Upgrading your Rails using the Dual Booting strategy requires you to create two Gemfiles: one with your current Rails system and one with the upgraded Rails dependencies. In order to accomplish this step, there are two different methods you can utilize: 

There are two different ways you can start upgrading using the Dual Booting strategy: 

1. The Simple Gemfile.

The first option is creating two different Gemfiles, each with their own Rails version, and then using the BUNDLE_GEMFILE=Gemfile.next to switch between them. However, this creates a lot of duplications, so you have to create a third Gemfile for shared gems. But now you have weird edge cases and three different Gemfiles that you have to remember to update correctly. It’s a headache. The upside to this strategy is that it doesn’t require any monkey patching.

2. The “if” Switch.

The more preferred way is to create an “if” switch in the Gemfile itself. Making the toggle an environment variable makes it easy to switch on local deploy. However, the downside is, again, you have to monkey patch. Fortunately, there are a couple of Gems available to do the monkey patch for you if you choose to go this route: 


Both of these upgrade Gems accomplish the same thing; it just depends on your preferences for upgrading. Next-rails is a bit more future rich, but BootBoot is easier to implement. 

Creating a Monkey Patch Using BootBoot

Both BootBoot and Next_Rails accomplish the same thing; however, I personally prefer to use BootBoot, as I find that it is easier to implement. To implement the monkey patch using BootBoot, you can follow these steps:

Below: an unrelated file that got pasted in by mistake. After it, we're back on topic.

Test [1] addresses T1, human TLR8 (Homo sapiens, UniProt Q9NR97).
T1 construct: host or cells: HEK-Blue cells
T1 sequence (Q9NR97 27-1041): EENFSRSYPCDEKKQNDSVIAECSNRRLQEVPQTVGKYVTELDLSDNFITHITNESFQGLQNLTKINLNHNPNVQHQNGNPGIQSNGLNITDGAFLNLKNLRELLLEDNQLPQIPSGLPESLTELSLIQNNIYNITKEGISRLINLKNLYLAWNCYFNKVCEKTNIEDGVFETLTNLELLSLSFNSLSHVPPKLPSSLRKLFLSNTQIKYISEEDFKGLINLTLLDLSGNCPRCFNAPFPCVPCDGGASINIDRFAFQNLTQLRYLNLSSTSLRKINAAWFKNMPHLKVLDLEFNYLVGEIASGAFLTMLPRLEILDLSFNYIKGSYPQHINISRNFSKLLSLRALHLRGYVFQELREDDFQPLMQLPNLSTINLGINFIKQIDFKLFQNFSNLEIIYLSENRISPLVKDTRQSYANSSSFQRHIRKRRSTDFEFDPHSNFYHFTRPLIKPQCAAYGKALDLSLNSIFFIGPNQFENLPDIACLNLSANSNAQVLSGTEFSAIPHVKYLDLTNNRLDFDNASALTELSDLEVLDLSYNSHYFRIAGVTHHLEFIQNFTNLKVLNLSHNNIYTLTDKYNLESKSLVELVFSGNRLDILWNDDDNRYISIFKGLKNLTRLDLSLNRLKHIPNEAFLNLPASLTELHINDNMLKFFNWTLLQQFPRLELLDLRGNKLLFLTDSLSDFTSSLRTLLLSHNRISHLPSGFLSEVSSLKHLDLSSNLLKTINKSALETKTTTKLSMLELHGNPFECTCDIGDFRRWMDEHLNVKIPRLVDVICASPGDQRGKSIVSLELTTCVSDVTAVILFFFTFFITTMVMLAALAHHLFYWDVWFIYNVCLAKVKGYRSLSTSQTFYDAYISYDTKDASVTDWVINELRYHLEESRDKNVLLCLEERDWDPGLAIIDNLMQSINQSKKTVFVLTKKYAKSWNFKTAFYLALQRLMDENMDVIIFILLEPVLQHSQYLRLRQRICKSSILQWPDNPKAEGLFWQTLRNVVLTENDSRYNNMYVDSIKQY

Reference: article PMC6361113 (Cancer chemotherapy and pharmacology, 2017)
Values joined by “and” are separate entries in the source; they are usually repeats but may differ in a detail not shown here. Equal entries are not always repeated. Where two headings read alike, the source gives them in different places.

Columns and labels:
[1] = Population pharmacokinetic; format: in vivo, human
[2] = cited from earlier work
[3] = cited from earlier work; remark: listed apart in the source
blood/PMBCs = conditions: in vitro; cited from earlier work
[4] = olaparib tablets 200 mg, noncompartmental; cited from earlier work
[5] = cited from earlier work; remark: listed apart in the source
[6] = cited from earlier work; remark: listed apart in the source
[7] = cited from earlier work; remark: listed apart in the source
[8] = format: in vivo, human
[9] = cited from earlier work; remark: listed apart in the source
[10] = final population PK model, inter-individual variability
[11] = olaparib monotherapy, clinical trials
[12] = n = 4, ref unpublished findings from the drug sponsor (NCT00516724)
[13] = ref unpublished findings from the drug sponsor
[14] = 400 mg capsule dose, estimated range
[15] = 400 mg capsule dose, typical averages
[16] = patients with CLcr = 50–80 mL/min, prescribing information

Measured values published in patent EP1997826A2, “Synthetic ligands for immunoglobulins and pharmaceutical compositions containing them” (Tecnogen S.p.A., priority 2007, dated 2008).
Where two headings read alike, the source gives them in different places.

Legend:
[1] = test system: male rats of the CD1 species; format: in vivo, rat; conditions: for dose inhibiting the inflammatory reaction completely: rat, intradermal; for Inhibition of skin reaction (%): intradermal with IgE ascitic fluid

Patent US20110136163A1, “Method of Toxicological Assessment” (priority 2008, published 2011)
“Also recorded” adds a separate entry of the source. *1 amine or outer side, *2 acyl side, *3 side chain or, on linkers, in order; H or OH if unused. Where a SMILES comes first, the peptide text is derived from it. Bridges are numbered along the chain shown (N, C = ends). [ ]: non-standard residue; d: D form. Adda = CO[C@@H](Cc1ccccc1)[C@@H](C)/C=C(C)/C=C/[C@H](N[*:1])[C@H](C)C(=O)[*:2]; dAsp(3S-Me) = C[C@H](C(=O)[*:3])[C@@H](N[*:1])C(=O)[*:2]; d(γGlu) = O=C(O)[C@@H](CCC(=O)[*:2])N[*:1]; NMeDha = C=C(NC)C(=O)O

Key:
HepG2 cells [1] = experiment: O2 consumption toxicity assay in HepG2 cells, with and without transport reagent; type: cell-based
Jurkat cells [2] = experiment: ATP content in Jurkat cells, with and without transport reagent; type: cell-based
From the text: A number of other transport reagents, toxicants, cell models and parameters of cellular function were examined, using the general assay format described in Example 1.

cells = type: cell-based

1. Add BootBoot to your Gemfile and an “if” switch to the Rails version. You can name this variable whatever you want. 
  2. Install the BootBoot plug-in with bundle install and run bundle BootBoot to upgrade your Gemfile. This adds a shim into your Gemfile. 
  3. Running that bundled BootBoot command also creates a Gemfile_next.lock file. At the moment, it’s just a pure copy of your Gemfile.lock. To install the next version of Rails, you need to run the DEPENDENCIES_NEXT=1 bundle upgrade in the console. This gets locked into the Gemfile_next.lock file, and that’s where the new version of Rails gets installed. 

You should now have three separate files: 

  • A single Gemfile
  • Gemfile.lock
  • Gemfile_next.lock

Lastly, you’ll have to sprinkle “if” switches throughout your code for things that don’t work in both versions. You’ll have to remember to clean these up when you deploy. But that’s the cool thing about this strategy- it’s on the same code base as a homogenous whole; you don’t need to worry about mismatched dependencies or who’s on what branch. Plus, you can easily switch between Rails versions with just a simple enviro-variable flip. 

Continuously Dual Booting

Now that you’re able to switch Rails versions on the fly, you can do cool things, such as opening a separate Continuous Integration job for your unittests that runs the next version of Rails. And because it’s all on the same git branch in the code base, you can split up the upgrade into small tasks for the team. This allows you to preemptively fix things a little bit at a time so that when you are ready to upgrade, you can just flip a switch and be running the next version of Rails.

Where before, with the Long Running Branch strategy, a single developer would typically disappear into the upgrade for a month at a time, you are now able to complete upgrades as a team with minimal effort. Overall, this is a huge step for Rails, and one that we at Grio are already deploying on our Rails projects.